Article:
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Do It Yourself

Beat Box

CAN YOU DETECT a slight accent?

If you can't, then the drum programmer whose work you're listening to probably isn't worth the electrons wasted on him. "Accenting" is probably the most subtle aspect of drum machine programming. Anyone can enter a rhythm into the memory of a machine; that's simple if you have the technical knowledge. But to make those patterns groove, that takes something extra: namely, "dynamics".

Putting it simply, in drum machine terms the word "dynamics" may be replaced by "volume". Listen to any drummer, and you'll hear that some notes are played loudly, some quietly: this is an example of "dynamics" at work. Beatboxes use one of three methods to imitate the natural volume changes that occur when a real drummer plays real drums.

First, and most obviously, the buttons used to enter individual drum notes may be sensitive to velocity in real time. While you're recording, hit them harder and the note will be played louder.

Second, the volume of each note may be entered separately as a numerical value in step time. This option allows unlimited freedom to play around with dynamics.

If your machine has either or both of the above two features, then stop wingeing and get experimenting. You're one of the lucky ones.

Older and cheaper drum machines have an "Accent" button. The first type of accent function allows you to accent (ie. make louder) individual steps within patterns. An accent is programmed in exactly the same way as a drum note. In Diagram M, an accent has been programmed on steps 1, 5, 9 and 13. Each voice has a basic volume and what is known as an "accent value". For example, looking at Diagram M, the hi-hat might have a basic volume of, say, 20 (the maximum being 31). The accent value of the hi-hat might have been set at, say, 9. In other words, the hi-hat notes on steps 1, 5, 9 and 13 will be played at an accented level of 29, the rest at the basic level of 20. The simple rhythm has been made interesting by the use of dynamics.

However, this type of accenting system can cause problems. Not least of which is that every note on an accented step is played louder. For example, in Diagram M, the initial bass drum note is accented, as are two of the three snare notes. What if you want an accented hi-hat feel but a steady bass drum and snare groove, with no dynamics? Easy. Simply set the accent value of the bass drum and snare drum to zero. That way, they will be accented by a value of zero - or not at all.

So far so good. But what if you want a completely different pattern of accents for a bass drum part from those of the hi-hat? Well, with this accenting system, there is little you an do except compromise. For example, if you want the bass drum notes on steps 1, 3 and 8 accented, make the changes shown in Diagram N. Like I say, it's a compromise. But it's not too serious: the unwanted extra volume of the hi-hat notes on steps 3 and 8 shouldn't stand out too much.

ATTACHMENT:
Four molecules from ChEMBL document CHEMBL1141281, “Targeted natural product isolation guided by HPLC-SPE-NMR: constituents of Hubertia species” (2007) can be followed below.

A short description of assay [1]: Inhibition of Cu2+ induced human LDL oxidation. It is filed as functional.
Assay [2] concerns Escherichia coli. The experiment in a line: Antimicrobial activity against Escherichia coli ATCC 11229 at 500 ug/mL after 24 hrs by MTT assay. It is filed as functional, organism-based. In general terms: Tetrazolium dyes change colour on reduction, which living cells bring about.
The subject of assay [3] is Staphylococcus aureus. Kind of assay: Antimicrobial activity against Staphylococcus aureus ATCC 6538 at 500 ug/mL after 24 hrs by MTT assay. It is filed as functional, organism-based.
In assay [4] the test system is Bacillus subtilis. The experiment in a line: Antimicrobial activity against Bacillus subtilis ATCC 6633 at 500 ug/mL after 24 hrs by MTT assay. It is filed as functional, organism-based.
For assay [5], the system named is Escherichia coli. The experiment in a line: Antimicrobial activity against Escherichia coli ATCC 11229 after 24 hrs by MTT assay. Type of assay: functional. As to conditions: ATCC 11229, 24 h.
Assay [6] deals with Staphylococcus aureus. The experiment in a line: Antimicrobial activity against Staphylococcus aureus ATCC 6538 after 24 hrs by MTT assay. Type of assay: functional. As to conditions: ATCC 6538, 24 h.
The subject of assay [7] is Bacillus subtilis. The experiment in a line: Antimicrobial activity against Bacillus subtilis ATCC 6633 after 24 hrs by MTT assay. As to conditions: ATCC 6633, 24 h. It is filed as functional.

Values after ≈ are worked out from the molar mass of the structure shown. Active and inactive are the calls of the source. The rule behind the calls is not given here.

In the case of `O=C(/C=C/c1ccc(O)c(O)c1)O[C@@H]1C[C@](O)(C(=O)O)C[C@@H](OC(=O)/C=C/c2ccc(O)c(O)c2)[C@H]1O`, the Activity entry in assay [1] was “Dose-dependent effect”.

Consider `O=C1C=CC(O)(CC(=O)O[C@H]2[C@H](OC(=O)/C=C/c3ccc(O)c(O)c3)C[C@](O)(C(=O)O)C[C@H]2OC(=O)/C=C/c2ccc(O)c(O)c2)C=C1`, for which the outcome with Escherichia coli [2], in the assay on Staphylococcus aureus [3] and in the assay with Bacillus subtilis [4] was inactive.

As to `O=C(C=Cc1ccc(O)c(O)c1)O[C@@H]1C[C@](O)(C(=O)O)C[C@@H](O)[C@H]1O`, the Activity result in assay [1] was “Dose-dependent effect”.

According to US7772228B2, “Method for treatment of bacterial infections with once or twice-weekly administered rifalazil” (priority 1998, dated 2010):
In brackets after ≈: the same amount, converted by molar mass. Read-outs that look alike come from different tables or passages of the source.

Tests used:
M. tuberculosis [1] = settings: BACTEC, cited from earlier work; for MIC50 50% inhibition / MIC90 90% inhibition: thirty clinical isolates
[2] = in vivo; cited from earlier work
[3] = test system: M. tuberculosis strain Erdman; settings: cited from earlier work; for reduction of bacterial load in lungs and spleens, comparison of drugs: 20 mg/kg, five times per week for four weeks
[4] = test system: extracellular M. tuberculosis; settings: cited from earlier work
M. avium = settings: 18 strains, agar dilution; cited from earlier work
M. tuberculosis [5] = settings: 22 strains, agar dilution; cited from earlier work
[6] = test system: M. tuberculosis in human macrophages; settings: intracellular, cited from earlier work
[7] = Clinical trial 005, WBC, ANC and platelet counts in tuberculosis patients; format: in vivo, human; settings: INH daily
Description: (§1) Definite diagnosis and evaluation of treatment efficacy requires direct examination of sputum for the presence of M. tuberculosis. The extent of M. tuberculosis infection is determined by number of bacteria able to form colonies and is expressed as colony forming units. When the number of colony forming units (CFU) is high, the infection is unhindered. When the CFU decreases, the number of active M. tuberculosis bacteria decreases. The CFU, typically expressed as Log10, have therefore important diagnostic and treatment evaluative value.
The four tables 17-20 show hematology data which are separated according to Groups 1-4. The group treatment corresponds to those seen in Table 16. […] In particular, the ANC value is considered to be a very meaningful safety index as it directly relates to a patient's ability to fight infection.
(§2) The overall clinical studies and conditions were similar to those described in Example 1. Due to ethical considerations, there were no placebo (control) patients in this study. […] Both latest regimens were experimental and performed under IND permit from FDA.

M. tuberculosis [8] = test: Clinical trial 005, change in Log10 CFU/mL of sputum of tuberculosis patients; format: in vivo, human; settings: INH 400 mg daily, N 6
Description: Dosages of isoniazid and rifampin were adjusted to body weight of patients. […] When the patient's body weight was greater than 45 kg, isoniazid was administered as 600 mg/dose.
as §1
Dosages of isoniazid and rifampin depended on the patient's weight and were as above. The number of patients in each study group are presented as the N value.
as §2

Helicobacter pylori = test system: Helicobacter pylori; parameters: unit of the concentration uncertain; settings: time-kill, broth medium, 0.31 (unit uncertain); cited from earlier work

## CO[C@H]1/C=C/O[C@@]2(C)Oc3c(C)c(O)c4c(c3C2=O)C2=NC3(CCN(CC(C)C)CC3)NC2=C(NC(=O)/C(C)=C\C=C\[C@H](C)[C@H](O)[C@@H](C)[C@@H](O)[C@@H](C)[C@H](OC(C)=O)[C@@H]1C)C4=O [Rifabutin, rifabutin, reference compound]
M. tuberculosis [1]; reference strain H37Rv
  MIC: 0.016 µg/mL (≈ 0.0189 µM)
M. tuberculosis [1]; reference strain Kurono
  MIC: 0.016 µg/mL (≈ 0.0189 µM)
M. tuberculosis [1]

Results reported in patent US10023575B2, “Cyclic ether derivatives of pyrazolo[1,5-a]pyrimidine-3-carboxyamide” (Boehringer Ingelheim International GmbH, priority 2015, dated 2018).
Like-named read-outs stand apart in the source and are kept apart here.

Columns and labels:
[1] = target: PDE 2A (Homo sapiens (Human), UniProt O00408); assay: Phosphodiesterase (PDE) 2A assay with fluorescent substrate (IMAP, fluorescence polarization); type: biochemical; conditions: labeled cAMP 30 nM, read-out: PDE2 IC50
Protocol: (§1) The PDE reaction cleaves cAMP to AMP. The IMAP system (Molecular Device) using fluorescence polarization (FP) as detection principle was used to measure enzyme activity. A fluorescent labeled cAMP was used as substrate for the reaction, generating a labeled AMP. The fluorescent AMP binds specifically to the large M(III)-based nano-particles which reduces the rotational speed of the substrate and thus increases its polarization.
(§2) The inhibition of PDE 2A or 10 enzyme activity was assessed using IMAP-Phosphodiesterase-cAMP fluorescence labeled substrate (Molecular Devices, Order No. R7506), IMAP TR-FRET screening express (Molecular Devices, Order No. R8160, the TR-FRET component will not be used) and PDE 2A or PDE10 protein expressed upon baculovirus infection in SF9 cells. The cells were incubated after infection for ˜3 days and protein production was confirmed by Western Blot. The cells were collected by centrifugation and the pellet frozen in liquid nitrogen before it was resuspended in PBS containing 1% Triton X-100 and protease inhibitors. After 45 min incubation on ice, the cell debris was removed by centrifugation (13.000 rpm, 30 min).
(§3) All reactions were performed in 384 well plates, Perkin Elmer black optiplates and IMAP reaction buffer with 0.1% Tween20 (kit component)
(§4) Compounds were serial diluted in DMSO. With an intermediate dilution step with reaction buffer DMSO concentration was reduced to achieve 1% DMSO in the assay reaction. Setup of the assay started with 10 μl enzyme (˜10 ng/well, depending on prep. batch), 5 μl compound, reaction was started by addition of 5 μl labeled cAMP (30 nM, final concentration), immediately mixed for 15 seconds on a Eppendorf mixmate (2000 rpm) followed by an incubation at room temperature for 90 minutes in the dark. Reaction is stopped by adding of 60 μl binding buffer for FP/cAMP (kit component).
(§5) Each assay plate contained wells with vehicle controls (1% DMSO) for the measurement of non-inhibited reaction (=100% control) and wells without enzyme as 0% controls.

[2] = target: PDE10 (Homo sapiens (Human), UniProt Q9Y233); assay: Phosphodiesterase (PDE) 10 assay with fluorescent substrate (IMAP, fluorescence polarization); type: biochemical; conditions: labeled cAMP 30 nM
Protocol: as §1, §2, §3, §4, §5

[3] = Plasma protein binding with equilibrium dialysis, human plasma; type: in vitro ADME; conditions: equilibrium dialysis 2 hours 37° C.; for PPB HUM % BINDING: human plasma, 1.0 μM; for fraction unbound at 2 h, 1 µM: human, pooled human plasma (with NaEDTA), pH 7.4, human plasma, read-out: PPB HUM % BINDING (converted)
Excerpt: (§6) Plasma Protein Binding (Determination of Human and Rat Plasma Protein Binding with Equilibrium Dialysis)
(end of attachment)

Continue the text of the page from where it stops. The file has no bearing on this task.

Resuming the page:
You've probably guessed that the second, more advanced, type of accent function allows you to set accents not just for individual steps, but for individual instruments on individual steps. In other words, you an program different accent patterns for each drum sound - a far more versatile system. Unfortunately, it costs more...

Let's assume you have the plain step accenting system. Diagrams O and P are a repeating pair I put together to form a basic James Brown-ish beat. You'll see from the placement of the accents that it's the snare drum part that carries the dynamics. Set the basic snare drum volume very low - say, 8 - and the accent value to 23. This way, accented notes will play at the maximum volume of 31, while the unaccented notes will be very quiet, almost "ghosted". Set the closed hi-hat accent value to zero to avoid false hi-hat dynamics where the closed hi-hat beats coincide with accented snare beats. You'll see that open hi-hat notes occur only on accented steps, so it doesn't make any difference whether you set an accent value for them or not. Similarly, none of the bass drum notes falls on accented steps, so again it doesn't matter whether you set an accent value. All you have to do is make sure the volume of open hi-hat and bass drum notes ends up right for the mix.

If you have the other, more advanced accenting system that allows separate patterns of accents for each instrument, try programming a few different accent patterns for the bass drum part. I happen to think it works rather better unaccented - but it's your machine, and you'll accent if you want to.

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Phaze 1 - Copyright: Phaze 1 Publishing


Phaze 1 - May 1989

Do It Yourself

Feature by Tim Ponting

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